Tiger’s Eye is a silicate mineral and form of quartz. It has a distinct optical phenomenon, called chatoyant, or ‘cat-eye’ effect. This effect is created from the parallel intergrowth of needle-like quartz crystals (amphibole fibres) creating bands of various shades that reflect light like the pupil in a tiger’ eye.
Gemstones: Tiger’s Eye
Tiger’s Eye is not transparent, but has an attractive silky luster. The colours within Tiger’s Eye range from golden yellow to reddish brown. It has a rating of 5.5-6 on the Mohs Hardness scale which makes it fairly easy to carve into shapes for jewellery.
Tiger’s Eye is typically cut into slices and mounted in gold or polished into beads or domed cabochons to showcase its unique patterns.
It is a stone that has been used in jewellery since Antiquity: the ancient Egyptians believed it would ward off the evil eye, and Roman soldiers wore Tiger’s Eye into battle to give them courage. In recent years Van Cleef and Arpels included Tiger’s Eye in their iconic Alhambra collection.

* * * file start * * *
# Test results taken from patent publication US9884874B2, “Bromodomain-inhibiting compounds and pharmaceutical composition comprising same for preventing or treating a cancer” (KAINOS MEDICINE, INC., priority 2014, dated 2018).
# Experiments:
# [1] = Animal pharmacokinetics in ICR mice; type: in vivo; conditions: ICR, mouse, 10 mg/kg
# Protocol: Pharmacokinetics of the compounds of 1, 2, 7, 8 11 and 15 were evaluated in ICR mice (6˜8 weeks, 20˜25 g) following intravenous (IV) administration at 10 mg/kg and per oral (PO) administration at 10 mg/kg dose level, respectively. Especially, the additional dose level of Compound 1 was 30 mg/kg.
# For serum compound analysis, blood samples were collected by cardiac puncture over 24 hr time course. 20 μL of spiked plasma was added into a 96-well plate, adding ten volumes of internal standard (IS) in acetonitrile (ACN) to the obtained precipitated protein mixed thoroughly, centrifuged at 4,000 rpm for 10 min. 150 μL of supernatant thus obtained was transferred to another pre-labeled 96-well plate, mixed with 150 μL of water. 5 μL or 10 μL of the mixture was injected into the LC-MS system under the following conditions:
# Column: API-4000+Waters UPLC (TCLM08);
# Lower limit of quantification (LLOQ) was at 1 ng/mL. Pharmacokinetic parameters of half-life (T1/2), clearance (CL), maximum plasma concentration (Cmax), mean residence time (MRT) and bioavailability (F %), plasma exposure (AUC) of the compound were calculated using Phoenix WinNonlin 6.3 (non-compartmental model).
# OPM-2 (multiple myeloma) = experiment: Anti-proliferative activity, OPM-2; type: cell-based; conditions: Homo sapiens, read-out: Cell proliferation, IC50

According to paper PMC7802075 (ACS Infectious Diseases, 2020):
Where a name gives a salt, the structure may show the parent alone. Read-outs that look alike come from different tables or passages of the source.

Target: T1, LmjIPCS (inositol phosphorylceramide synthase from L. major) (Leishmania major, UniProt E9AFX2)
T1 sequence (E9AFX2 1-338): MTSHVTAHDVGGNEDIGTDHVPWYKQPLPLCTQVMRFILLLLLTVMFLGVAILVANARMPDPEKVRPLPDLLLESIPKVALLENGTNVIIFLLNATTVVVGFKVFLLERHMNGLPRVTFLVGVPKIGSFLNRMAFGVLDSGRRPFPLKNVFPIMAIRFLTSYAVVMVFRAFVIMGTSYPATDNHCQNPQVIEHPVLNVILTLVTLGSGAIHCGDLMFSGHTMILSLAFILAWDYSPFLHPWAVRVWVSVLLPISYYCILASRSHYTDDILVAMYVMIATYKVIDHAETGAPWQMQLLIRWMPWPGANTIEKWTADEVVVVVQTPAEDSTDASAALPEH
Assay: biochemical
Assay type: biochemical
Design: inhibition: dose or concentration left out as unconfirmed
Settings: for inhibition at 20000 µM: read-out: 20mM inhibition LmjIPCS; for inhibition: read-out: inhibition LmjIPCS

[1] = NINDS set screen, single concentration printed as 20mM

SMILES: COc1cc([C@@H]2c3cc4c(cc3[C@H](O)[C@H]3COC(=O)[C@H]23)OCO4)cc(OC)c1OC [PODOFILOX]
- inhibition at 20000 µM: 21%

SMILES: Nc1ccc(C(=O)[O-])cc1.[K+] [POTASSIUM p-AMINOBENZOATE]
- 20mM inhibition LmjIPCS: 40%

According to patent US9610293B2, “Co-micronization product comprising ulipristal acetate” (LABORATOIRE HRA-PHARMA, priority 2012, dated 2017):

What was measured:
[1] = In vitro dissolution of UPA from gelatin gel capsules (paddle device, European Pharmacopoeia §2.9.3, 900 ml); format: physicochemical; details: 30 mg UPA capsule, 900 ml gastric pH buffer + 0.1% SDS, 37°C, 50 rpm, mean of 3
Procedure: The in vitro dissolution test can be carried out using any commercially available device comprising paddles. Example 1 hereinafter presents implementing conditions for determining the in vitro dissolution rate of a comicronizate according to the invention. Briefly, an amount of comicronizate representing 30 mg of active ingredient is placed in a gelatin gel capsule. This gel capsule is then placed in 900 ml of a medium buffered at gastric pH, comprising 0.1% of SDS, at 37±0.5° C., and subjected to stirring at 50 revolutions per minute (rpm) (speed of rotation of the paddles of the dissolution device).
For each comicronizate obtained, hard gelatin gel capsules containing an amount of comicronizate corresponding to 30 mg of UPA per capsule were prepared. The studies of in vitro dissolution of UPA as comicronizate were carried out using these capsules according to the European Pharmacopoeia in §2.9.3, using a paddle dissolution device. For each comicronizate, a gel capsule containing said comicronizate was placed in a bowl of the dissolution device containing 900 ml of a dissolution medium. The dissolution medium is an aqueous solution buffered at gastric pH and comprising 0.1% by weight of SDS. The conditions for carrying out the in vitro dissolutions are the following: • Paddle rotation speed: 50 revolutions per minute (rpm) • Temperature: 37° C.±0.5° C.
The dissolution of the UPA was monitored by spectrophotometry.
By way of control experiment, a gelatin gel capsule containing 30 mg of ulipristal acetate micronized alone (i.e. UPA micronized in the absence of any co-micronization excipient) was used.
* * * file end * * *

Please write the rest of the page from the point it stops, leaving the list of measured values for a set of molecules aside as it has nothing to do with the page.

Tiger’s Eye is found across the globe in large deposits, and is therefore, more affordable than other precious or semi-precious materials used in jewellery. South Africa and Thailand are the main locations in which Tiger’s Eye is found. Deposits have also been found in Brazil, India, Spain, and Canada. A green form of Tiger’s Eye, called Serpentine, is found in Arizona and California in the United States, but this form has fewer amphibole fibres and a duller appearance than the golden tones of Tiger’s Eye.